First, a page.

Danzy Senna Caucasia
Senna is an American novelist.
Danzy Senna grew up in Boston as a child of a mixed marriage. In her debut novel, Caucasia (1997), she explores issues that she faced growing up torn between two races. The novel is set in the 1970s and 1980s against the backdrop of the black power movement. Birdie is the narrator of the book, whose mother, Sandy, is a Boston WASP and political activist, ȧnd whose father, Deck, is a black intellectual. Sandy and Deck meet as a result of their political activism, and they have two girls; Birdie, who has the physical appearance of a white person, and Cole, who looks black. Although the two sisters have different experiences in the world due to their color, they are very close. It is devastating to them when their parents separate and decide to split the girls along racial lines. The "black" Cole leaves with their father in search of a color-blind society, and the "white" Birdie goes on the run with Sandy, who fears the FBI is chasing her as a result of her political activity. When her mother creates a new identity for Birdie as a Jewish girl, Birdie's sense of identity is further confused. In the end Birdie is reunited with her father and sister and attempts to embrace her true identity. The novel tackles the pain and confusion of being a member of two races, but not really belonging to either.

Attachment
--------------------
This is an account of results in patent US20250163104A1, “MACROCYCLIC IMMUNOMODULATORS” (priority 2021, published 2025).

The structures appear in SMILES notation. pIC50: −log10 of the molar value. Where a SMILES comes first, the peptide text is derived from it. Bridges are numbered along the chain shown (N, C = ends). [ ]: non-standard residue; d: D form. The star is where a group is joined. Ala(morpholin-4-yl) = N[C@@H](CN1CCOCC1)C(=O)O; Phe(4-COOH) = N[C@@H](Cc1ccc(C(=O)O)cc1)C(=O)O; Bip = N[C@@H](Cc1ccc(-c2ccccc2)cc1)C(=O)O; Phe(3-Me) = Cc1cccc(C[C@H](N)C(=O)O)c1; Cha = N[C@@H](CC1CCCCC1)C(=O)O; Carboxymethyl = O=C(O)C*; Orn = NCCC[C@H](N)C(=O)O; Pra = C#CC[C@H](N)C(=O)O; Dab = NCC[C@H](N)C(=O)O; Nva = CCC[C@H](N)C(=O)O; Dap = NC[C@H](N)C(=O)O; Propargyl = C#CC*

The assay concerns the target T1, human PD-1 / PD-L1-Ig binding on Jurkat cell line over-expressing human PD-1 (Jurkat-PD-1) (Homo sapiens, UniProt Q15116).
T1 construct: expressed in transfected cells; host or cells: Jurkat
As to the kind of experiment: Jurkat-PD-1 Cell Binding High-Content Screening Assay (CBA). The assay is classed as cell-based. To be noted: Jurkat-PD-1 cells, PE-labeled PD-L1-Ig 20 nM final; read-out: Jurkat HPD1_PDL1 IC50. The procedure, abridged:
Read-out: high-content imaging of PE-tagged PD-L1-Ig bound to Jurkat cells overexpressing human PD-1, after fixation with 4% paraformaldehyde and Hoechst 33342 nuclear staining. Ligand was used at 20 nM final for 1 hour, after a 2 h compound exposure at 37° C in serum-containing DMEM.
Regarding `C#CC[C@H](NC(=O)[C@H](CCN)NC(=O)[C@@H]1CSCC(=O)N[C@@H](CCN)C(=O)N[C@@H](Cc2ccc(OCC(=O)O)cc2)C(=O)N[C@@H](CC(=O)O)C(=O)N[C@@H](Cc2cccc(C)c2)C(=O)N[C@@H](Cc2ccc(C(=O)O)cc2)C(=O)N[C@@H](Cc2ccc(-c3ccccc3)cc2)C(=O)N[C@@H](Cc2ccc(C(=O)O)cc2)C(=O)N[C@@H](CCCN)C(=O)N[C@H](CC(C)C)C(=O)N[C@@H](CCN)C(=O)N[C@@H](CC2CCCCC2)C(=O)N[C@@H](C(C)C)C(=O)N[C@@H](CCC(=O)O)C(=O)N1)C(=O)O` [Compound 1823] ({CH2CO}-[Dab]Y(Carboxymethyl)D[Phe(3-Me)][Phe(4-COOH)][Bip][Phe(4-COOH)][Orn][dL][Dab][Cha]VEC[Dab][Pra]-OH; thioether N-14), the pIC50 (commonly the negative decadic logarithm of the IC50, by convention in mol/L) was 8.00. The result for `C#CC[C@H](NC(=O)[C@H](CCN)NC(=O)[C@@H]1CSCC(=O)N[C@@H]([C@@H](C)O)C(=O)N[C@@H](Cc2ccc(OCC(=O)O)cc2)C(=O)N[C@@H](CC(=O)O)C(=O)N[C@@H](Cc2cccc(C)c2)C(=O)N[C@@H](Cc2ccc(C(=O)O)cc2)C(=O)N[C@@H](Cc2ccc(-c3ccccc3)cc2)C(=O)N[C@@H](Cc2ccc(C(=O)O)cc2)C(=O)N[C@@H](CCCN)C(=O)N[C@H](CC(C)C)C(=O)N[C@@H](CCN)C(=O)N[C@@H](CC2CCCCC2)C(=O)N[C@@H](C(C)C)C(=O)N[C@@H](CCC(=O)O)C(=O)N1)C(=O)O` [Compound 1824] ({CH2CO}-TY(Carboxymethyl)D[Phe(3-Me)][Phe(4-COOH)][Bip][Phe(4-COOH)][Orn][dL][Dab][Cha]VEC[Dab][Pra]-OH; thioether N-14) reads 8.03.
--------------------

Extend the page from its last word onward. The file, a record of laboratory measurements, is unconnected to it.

Critics complained that the novel slips into racial treatise which interrupts the narrative flow, but many reviewers praised Senna's characterization in the novel. Susie Linfield stated that Birdie is "a character as peculiar, particular, believable and compelling as any you are likely to encounter." Reviewers also gave Senna credit for her deft handling of a difficult subject. A Kirkus Review critic called Caucasia "[a]n accomplished novel of issues that doesn't offer any easy solutions but does poignantly evoke the pain and paradox of those caught in the racial crossfire."